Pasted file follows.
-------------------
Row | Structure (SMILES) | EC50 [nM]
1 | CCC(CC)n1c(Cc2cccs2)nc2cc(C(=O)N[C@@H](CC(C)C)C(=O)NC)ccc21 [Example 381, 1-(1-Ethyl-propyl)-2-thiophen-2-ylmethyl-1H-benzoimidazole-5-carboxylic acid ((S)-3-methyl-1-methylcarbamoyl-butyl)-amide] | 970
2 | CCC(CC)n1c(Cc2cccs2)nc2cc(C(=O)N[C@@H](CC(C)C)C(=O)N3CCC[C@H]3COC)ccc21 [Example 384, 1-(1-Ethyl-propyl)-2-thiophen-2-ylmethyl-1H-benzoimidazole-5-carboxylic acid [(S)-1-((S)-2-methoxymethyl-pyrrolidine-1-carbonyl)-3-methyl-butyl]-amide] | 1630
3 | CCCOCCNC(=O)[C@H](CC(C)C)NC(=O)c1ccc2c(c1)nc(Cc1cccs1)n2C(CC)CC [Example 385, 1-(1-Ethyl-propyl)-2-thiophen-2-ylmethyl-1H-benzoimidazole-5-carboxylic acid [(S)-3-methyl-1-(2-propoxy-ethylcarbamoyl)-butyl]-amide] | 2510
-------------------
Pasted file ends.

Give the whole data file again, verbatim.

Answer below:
Row | Structure (SMILES) | EC50 [nM]
1 | CCC(CC)n1c(Cc2cccs2)nc2cc(C(=O)N[C@@H](CC(C)C)C(=O)NC)ccc21 [Example 381, 1-(1-Ethyl-propyl)-2-thiophen-2-ylmethyl-1H-benzoimidazole-5-carboxylic acid ((S)-3-methyl-1-methylcarbamoyl-butyl)-amide] | 970
2 | CCC(CC)n1c(Cc2cccs2)nc2cc(C(=O)N[C@@H](CC(C)C)C(=O)N3CCC[C@H]3COC)ccc21 [Example 384, 1-(1-Ethyl-propyl)-2-thiophen-2-ylmethyl-1H-benzoimidazole-5-carboxylic acid [(S)-1-((S)-2-methoxymethyl-pyrrolidine-1-carbonyl)-3-methyl-butyl]-amide] | 1630
3 | CCCOCCNC(=O)[C@H](CC(C)C)NC(=O)c1ccc2c(c1)nc(Cc1cccs1)n2C(CC)CC [Example 385, 1-(1-Ethyl-propyl)-2-thiophen-2-ylmethyl-1H-benzoimidazole-5-carboxylic acid [(S)-3-methyl-1-(2-propoxy-ethylcarbamoyl)-butyl]-amide] | 2510